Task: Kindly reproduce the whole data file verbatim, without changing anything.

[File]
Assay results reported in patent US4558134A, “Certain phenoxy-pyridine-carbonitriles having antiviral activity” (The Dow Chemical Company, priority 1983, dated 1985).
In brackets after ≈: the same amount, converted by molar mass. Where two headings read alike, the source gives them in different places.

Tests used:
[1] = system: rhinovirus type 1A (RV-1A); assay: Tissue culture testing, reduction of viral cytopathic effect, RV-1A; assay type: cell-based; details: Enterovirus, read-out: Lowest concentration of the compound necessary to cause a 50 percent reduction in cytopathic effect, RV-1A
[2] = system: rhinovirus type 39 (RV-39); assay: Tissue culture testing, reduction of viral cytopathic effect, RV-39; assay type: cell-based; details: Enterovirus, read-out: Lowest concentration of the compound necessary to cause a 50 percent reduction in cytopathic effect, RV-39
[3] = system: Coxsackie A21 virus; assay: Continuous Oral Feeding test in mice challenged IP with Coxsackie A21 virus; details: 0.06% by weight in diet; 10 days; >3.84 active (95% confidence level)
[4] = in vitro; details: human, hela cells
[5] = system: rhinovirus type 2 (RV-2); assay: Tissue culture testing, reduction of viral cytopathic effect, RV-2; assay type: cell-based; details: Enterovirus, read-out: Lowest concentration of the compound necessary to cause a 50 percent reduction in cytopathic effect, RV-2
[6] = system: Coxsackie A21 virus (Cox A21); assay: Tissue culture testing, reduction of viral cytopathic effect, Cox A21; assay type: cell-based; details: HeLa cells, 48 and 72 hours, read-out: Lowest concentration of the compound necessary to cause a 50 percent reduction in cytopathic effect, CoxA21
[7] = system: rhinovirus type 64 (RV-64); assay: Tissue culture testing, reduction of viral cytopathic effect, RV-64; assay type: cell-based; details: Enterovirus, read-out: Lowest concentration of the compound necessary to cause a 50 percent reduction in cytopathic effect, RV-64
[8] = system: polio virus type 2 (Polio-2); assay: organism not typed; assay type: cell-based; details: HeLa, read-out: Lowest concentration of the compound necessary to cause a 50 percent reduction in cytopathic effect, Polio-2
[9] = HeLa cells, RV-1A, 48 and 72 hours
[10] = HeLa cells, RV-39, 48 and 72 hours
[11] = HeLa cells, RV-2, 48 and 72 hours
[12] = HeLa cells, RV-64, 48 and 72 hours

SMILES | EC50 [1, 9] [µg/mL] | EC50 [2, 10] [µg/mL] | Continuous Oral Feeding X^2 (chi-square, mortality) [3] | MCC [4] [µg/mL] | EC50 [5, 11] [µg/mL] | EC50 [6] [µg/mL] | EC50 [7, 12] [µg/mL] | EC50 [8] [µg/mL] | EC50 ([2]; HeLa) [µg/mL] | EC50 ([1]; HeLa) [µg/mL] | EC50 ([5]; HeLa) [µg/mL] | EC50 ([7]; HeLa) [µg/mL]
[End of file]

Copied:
Assay results reported in patent US4558134A, “Certain phenoxy-pyridine-carbonitriles having antiviral activity” (The Dow Chemical Company, priority 1983, dated 1985).
In brackets after ≈: the same amount, converted by molar mass. Where two headings read alike, the source gives them in different places.

Tests used:
[1] = system: rhinovirus type 1A (RV-1A); assay: Tissue culture testing, reduction of viral cytopathic effect, RV-1A; assay type: cell-based; details: Enterovirus, read-out: Lowest concentration of the compound necessary to cause a 50 percent reduction in cytopathic effect, RV-1A
[2] = system: rhinovirus type 39 (RV-39); assay: Tissue culture testing, reduction of viral cytopathic effect, RV-39; assay type: cell-based; details: Enterovirus, read-out: Lowest concentration of the compound necessary to cause a 50 percent reduction in cytopathic effect, RV-39
[3] = system: Coxsackie A21 virus; assay: Continuous Oral Feeding test in mice challenged IP with Coxsackie A21 virus; details: 0.06% by weight in diet; 10 days; >3.84 active (95% confidence level)
[4] = in vitro; details: human, hela cells
[5] = system: rhinovirus type 2 (RV-2); assay: Tissue culture testing, reduction of viral cytopathic effect, RV-2; assay type: cell-based; details: Enterovirus, read-out: Lowest concentration of the compound necessary to cause a 50 percent reduction in cytopathic effect, RV-2
[6] = system: Coxsackie A21 virus (Cox A21); assay: Tissue culture testing, reduction of viral cytopathic effect, Cox A21; assay type: cell-based; details: HeLa cells, 48 and 72 hours, read-out: Lowest concentration of the compound necessary to cause a 50 percent reduction in cytopathic effect, CoxA21
[7] = system: rhinovirus type 64 (RV-64); assay: Tissue culture testing, reduction of viral cytopathic effect, RV-64; assay type: cell-based; details: Enterovirus, read-out: Lowest concentration of the compound necessary to cause a 50 percent reduction in cytopathic effect, RV-64
[8] = system: polio virus type 2 (Polio-2); assay: organism not typed; assay type: cell-based; details: HeLa, read-out: Lowest concentration of the compound necessary to cause a 50 percent reduction in cytopathic effect, Polio-2
[9] = HeLa cells, RV-1A, 48 and 72 hours
[10] = HeLa cells, RV-39, 48 and 72 hours
[11] = HeLa cells, RV-2, 48 and 72 hours
[12] = HeLa cells, RV-64, 48 and 72 hours

SMILES | EC50 [1, 9] [µg/mL] | EC50 [2, 10] [µg/mL] | Continuous Oral Feeding X^2 (chi-square, mortality) [3] | MCC [4] [µg/mL] | EC50 [5, 11] [µg/mL] | EC50 [6] [µg/mL] | EC50 [7, 12] [µg/mL] | EC50 [8] [µg/mL] | EC50 ([2]; HeLa) [µg/mL] | EC50 ([1]; HeLa) [µg/mL] | EC50 ([5]; HeLa) [µg/mL] | EC50 ([7]; HeLa) [µg/mL]